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Full speed

CRAWFORD | No more jogging: Louisville embarks on high-speed chase in first exhibition

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Williamson and Ellis

Samuell Williamson greets El Ellis after a driving and-one by Ellis in Louisville's 94-45 exhibition win over Kentucky State.

LOUISVILLE, Ky. (WDRB) – You put a new giant scoreboard/video screen into an arena, the unspoken message is that you'd better put a team on the floor that keeps the thing lit up.

On Friday night in the KFC Yum! Center, the latest edition of the University of Louisville basketball team unveiled a new-look offense, and had little trouble generating points against an overmatched Kentucky State team in a 94-45 victory.

What was new? The Cardinals wasted little time getting the ball up the court and into their offense. They even flashed some possessions of full-court pressure to speed up the game. Gone is the tendency to walk the ball up court.

"We're trying to squeeze out every bit of opportunity once we have the ball, whether it's a made shot or missed shot, and that doesn't happen if we jog up the floor," Louisville coach Chris Mack said. "We're sprinting, we're trying to get to the corners, we're trying to spread off spacing, we're trying to squeeze as much as we can out of transition, because efficiency will tell you that's where it's most difficult to guard people, is in transition. Now we've got to make better decisions, and we will. And we've got to finish around the basket."

The Cardinals scored effectively from every position, and showed depth from every position. They got three-point baskets from seven different players, and at least one from all five positions.

They shot a decent percentage from the field (46) and had 78 possessions. Last season they averaged about 66 possessions per game.

All of which is well and good against a Kentucky State team with 10 new players. But it was, as they say, a start.

"We've got a long ways to go," Mack said. "I knew I'd say this regardless of what the outcome was. But we're a work in progress, like a lot of teams this time of year."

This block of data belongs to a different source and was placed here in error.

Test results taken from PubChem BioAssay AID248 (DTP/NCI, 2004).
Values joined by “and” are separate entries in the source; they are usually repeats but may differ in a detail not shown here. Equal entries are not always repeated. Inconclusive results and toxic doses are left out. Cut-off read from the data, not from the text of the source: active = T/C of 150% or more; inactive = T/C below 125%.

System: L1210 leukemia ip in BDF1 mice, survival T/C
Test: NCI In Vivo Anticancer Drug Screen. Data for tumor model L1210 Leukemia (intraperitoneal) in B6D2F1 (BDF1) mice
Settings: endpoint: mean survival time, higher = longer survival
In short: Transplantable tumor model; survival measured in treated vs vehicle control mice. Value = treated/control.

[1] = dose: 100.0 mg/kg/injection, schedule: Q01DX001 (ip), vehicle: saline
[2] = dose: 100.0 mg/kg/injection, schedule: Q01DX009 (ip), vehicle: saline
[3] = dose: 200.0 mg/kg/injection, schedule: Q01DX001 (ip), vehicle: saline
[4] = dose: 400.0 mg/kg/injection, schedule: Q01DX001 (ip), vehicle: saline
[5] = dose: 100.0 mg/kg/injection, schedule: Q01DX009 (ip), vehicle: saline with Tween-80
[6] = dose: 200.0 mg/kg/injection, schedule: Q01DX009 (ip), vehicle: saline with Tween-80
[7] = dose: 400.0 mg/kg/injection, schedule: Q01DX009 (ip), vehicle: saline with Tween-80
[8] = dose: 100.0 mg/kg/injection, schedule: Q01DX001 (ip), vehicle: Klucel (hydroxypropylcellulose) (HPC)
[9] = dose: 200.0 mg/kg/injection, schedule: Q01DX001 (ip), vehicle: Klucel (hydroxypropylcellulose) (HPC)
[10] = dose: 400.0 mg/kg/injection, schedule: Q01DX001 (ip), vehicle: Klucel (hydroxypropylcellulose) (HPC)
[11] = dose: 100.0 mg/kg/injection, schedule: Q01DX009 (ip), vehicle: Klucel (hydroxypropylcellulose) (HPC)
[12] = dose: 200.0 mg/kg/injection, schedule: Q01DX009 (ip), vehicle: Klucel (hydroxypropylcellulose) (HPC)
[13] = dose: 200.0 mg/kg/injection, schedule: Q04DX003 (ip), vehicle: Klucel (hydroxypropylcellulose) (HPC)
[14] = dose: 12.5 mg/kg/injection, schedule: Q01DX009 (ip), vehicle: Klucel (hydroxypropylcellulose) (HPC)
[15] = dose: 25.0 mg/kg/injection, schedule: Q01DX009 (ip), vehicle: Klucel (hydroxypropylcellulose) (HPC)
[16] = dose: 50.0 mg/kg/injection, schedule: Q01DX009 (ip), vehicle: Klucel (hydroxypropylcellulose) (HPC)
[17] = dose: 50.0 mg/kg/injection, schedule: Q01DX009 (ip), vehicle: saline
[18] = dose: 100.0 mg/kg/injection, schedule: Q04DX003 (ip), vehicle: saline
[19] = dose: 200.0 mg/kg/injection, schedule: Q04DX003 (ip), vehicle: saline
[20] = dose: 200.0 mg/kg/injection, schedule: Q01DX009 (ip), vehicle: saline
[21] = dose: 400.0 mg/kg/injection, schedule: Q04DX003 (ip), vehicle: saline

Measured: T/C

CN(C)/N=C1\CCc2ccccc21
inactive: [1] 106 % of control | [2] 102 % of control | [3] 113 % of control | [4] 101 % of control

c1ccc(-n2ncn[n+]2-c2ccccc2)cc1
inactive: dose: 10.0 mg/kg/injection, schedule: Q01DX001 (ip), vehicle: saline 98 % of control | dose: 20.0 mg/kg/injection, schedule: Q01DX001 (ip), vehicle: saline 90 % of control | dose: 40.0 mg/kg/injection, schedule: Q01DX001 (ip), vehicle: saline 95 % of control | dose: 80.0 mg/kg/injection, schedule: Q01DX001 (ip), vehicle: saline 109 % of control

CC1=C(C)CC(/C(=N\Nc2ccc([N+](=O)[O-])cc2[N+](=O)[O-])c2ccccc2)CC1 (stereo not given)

As a work in progress, Louisville figures to take time to get completely together. It won't be helped by the absence of Mack for the period of the first six regular season games. But it also is working in an unprecedented number of newcomers, including four who are new to the program at the guard spot.

But those four proved fairly comparable on Friday night, with no letdown no matter who was running the point or operating out of the shooting guard spot.

Noah Locke

Florida transfer Noah Locke led Louisville with 15 points in a 94-45 win over Kentucky State in the Cardinals' exhibition opener.

Noah Locke, a transfer from Florida, was the team's leading scorer, with 15 points. El Ellis, who came off the bench at point, added 12 points and was perhaps the most dynamic offensive player on the night. Gerrod West was a defensive catalyst and he led the team with 4 assists. Mason Faulkner, who is still coming back from injury, will mesh better over time.

Likewise in the post, Louisville showed depth. Malik Williams finished with 9 points and 9 rebounds in 16 minutes, but Sydney Curry (7 points, 5 rebounds) also was effective.

Jae'Lyn Withers had 14 points and 15 rebounds in 20 minutes of play, and Williamson had 13 points and 10 boards off the bench, with Dre Davis scoring 10 points in a starting role.

Mack, via new assistant Ross McMains, is seeking far more tempo than his team employed a year ago, as well as better offensive spacing. He said he thought the spacing was fairly consistent, but the tempo was up and down.

"A few of our guys need to run harder, and they'll see it on film and get that corrected," Mack said. "Everybody says they want to play fast, but they don't want to run fast to play fast."

Louisville led 44-12 at half before Kentucky State scored on seven straight possessions to open the second half. Still, Mack said the tape will provide plenty of opportunity for correction before next Wednesday's 7 p.m. exhibition game against West Georgia.

"I want us to be the same team that we are in practice," Mack said. "And obviously you want to be effective, on either end of the floor. Everything that you stress and coach. When a guy goes rogue when the lights go on, it sends a weird message to the team. I thought in the first half our spacing was good, our defense by and large was pretty good. But we didn't come out with that same readiness in the second half. . . . But for the most part we were trying to do what we want to do, and our guys were themselves."

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